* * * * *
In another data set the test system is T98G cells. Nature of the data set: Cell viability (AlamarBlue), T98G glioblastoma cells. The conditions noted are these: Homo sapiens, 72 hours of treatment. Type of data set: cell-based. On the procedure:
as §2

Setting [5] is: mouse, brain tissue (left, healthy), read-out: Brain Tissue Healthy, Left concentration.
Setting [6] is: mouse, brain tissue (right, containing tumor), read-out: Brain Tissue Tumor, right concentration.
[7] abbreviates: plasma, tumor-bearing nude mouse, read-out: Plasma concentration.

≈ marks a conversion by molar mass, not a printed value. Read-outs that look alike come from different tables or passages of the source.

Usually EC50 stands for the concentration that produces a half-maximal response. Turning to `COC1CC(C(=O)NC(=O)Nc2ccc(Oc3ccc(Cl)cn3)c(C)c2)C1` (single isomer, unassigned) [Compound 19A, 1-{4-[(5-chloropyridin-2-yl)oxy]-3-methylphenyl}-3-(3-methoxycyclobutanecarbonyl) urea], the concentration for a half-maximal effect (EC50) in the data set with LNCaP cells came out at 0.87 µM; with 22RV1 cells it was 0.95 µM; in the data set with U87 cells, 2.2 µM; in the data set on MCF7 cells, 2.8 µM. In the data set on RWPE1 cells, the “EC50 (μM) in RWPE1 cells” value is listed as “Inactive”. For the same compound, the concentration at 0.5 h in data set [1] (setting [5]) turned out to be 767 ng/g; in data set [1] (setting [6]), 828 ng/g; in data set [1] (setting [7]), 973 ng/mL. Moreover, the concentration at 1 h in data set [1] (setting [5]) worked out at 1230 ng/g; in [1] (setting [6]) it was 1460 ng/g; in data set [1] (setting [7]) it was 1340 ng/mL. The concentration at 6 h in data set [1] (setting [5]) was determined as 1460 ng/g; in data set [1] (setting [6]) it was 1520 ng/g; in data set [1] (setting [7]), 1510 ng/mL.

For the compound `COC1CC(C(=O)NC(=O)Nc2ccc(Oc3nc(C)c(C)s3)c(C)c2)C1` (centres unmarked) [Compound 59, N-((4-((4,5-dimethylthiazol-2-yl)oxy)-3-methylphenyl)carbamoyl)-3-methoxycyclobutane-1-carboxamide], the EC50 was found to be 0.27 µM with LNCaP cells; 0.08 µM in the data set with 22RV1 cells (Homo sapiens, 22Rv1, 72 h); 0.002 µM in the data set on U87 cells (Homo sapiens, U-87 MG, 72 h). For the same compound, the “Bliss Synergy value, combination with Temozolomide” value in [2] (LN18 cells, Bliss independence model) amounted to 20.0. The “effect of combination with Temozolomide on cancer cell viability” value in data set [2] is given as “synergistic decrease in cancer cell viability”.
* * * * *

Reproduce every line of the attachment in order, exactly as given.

In another data set the test system is T98G cells. Nature of the data set: Cell viability (AlamarBlue), T98G glioblastoma cells. The conditions noted are these: Homo sapiens, 72 hours of treatment. Type of data set: cell-based. On the procedure:
as §2

Setting [5] is: mouse, brain tissue (left, healthy), read-out: Brain Tissue Healthy, Left concentration.
Setting [6] is: mouse, brain tissue (right, containing tumor), read-out: Brain Tissue Tumor, right concentration.
[7] abbreviates: plasma, tumor-bearing nude mouse, read-out: Plasma concentration.

≈ marks a conversion by molar mass, not a printed value. Read-outs that look alike come from different tables or passages of the source.

Usually EC50 stands for the concentration that produces a half-maximal response. Turning to `COC1CC(C(=O)NC(=O)Nc2ccc(Oc3ccc(Cl)cn3)c(C)c2)C1` (single isomer, unassigned) [Compound 19A, 1-{4-[(5-chloropyridin-2-yl)oxy]-3-methylphenyl}-3-(3-methoxycyclobutanecarbonyl) urea], the concentration for a half-maximal effect (EC50) in the data set with LNCaP cells came out at 0.87 µM; with 22RV1 cells it was 0.95 µM; in the data set with U87 cells, 2.2 µM; in the data set on MCF7 cells, 2.8 µM. In the data set on RWPE1 cells, the “EC50 (μM) in RWPE1 cells” value is listed as “Inactive”. For the same compound, the concentration at 0.5 h in data set [1] (setting [5]) turned out to be 767 ng/g; in data set [1] (setting [6]), 828 ng/g; in data set [1] (setting [7]), 973 ng/mL. Moreover, the concentration at 1 h in data set [1] (setting [5]) worked out at 1230 ng/g; in [1] (setting [6]) it was 1460 ng/g; in data set [1] (setting [7]) it was 1340 ng/mL. The concentration at 6 h in data set [1] (setting [5]) was determined as 1460 ng/g; in data set [1] (setting [6]) it was 1520 ng/g; in data set [1] (setting [7]), 1510 ng/mL.

For the compound `COC1CC(C(=O)NC(=O)Nc2ccc(Oc3nc(C)c(C)s3)c(C)c2)C1` (centres unmarked) [Compound 59, N-((4-((4,5-dimethylthiazol-2-yl)oxy)-3-methylphenyl)carbamoyl)-3-methoxycyclobutane-1-carboxamide], the EC50 was found to be 0.27 µM with LNCaP cells; 0.08 µM in the data set with 22RV1 cells (Homo sapiens, 22Rv1, 72 h); 0.002 µM in the data set on U87 cells (Homo sapiens, U-87 MG, 72 h). For the same compound, the “Bliss Synergy value, combination with Temozolomide” value in [2] (LN18 cells, Bliss independence model) amounted to 20.0. The “effect of combination with Temozolomide on cancer cell viability” value in data set [2] is given as “synergistic decrease in cancer cell viability”.